A roundup of industry expertise, exclusive resources, business support and tools for your design business.
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Having a member of the leadership team with a keen eye on the financials to help drive the commercial success of an agency is key, whatever the size of a creative agency.
Some start-up ventures may set out with a finance director as part of their founding team, but this is probably the exception to the norm and what follows is more applicable to those agencies that don’t start out with that luxury.
Typically, most young agencies either engage a partner from an accountancy firm – often someone who has given them invaluable advice and support during their set-up – or benefit from having of one of the owner/founders having a particular flare for the financial side of the business.
As any business grows and develops, thought will be given as to whether the senior finance support they’re getting is the most appropriate route and whether a dedicated in-house Finance Director might be a better solution. But how do you know when it’s the right time for an employed or consultant FD?
This isn’t something that’s clear-cut and may vary from agency to agency but, ultimately, it’s a combination of:
Business size/growth – when does the volume of financial activity and transactions dictate the need for some in-house senior specialist support? We think this is likely to be when the business is operating at around the £2-3m fee income (or gross profit) level but the business also probably needs to be anticipating growth for the FD to help manage as well.
Business complexity – does the business operate from multiple locations, in multiple currencies or with multiple revenue streams, entities or divisions? Obviously, the more complex the business the earlier the specialist support will be needed.
How can an FD benefit your business?
There is likely to be more dedicated time given to understanding the overall business strategy and how this translates into financial planning, forecasting and goals – monthly, annual and longer term.
This additional time and understanding engenders a stronger connectivity and emotional engagement from the FD – with a full appreciation of the monthly targets, the people involved in the business and the creative proposals, they will live and breathe every pitch outcome as they recognise the impact of wins and losses.
They will business partner with the wider (non-finance) staff members within the agency and engage with issues they are facing on a timely basis; they are at hand to help with client and new business proposals, pricing, procurement issues as they arise meaning less delay and an ability to act quickly.
Supporting the efficient running of the agency in terms of resourcing, reporting and systems, cost control & risk management; leading or supporting other operational functions (e.g. IT, Facilities, HR); developing relevant financial management information and KPIs, and improving commercial acumen of account handlers should all be further responsibilities of the Finance Director.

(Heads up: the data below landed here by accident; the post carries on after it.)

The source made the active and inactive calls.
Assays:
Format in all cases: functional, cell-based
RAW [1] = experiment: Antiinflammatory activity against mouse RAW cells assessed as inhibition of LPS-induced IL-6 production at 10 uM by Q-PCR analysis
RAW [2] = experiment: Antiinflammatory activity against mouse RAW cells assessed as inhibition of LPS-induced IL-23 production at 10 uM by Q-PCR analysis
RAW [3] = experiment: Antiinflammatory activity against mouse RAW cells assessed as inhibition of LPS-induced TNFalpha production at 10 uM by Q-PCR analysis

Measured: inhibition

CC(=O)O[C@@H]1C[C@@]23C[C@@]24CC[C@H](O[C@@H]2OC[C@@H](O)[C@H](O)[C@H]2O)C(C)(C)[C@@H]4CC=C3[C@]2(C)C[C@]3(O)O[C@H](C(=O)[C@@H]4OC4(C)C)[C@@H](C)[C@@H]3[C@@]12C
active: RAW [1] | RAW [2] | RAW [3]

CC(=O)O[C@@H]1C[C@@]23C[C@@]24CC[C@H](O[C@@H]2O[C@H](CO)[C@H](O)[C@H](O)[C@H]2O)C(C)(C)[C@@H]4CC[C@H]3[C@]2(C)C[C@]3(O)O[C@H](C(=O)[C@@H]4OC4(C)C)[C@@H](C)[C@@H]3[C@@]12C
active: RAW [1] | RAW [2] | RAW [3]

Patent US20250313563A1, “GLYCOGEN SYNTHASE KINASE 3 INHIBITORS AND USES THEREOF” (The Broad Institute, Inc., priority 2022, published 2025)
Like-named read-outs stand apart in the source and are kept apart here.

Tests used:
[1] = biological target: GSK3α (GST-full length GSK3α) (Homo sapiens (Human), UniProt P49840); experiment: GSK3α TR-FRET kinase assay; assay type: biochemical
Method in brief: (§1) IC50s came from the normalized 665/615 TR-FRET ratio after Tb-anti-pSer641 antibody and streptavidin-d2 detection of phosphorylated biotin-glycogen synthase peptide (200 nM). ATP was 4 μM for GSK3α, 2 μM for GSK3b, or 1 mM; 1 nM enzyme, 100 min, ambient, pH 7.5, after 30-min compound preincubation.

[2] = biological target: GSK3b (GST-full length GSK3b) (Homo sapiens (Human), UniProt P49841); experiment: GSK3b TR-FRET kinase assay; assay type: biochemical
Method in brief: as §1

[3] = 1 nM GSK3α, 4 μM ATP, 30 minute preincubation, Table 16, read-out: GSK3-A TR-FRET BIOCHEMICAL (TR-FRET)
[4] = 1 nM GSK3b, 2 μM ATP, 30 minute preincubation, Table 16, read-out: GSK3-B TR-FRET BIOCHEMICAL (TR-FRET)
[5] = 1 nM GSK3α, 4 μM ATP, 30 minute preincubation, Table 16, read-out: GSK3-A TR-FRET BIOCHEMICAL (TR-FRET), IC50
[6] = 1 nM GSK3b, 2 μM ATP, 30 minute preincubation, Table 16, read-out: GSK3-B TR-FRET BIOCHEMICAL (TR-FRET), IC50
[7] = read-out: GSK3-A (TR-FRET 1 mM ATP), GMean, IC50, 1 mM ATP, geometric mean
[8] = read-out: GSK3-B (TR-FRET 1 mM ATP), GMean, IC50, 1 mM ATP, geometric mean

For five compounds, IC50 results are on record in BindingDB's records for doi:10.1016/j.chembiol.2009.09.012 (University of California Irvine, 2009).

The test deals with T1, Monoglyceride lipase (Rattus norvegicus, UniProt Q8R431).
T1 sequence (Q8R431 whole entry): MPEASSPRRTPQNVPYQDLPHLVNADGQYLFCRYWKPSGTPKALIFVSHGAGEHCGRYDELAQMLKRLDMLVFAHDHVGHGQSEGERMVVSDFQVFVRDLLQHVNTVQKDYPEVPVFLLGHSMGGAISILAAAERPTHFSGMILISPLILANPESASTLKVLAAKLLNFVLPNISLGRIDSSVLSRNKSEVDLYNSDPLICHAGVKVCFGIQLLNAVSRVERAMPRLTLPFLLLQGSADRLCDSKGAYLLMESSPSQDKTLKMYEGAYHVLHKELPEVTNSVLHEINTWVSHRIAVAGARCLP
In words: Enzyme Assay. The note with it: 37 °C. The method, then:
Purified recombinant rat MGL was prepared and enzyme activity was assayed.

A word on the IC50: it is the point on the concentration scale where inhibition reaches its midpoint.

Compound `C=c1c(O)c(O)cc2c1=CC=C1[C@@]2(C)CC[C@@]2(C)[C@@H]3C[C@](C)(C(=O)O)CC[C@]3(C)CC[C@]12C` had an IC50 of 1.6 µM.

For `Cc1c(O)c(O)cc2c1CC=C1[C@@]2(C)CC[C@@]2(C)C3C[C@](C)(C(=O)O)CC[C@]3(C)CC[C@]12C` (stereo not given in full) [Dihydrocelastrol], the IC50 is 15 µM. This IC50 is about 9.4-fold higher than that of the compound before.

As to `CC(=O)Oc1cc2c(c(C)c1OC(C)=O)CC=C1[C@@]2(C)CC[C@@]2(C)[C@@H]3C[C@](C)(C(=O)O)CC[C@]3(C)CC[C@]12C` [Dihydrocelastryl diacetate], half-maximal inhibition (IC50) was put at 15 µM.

Running an SME business throws ad hoc issues at you all the time – things can blind side you, for example matters with suppliers, landlords, cashflow, staff, utilisation, overservicing, potential M&A, taxation and Inland Revenue, legal matters, transfer pricing, R&D claims to name a few. As a business grows, having access to a senior Finance Director to support resolution of these issues becomes a necessity rather than a luxury.
In most instances, the Finance Director should more than cover their overhead by improving your profitability from clients or projects and/or also controlling costs and risk; or by freeing up other senior leadership time to do more income generating client work.
Also bear in mind the alternative to a full-time FD. A portfolio or fractional FD will work with you on a part-time basis. This provides much of the above support in say, 2-3 days per week, and obviously limits the financial outlay.
However, the fractional/portfolio FD route – valuable as it is in terms getting the ball rolling and supporting strategy and key financial decision-making – may not always suit.
The fractional FD will not always be available at the ‘drop of a hat’ as they will have other commitments – you may have to wait a day or two to get comments on client contracts, for example and such delays may not work for all businesses. And you may find that as the business grows, they may not have the capacity to provide more time. It’s therefore important the rest of the finance team is well structured below such a fractional FD to ensure the day to day running standards are maintained and that it can scale up as/when the business does grow.
For a more detailed conversation on your agency requirements and options for Finance Director support, as well as any other needs in your finance team, please contact Deborah or Greg at VisionFR.
Over 30 of the design industry’s most exciting creatives, thinkers and strategists, including Paula Scher of Pentagram, Gush Mundae of Bulletproof, Brian Collins of COLLINs, and new D&AD president Jack Renick have shared their lives in design on the podcast. From the discovery that design was a thing that they could build a career upon, to education, first jobs and beyond. With each guest sharing their tips to the next generation of young designers.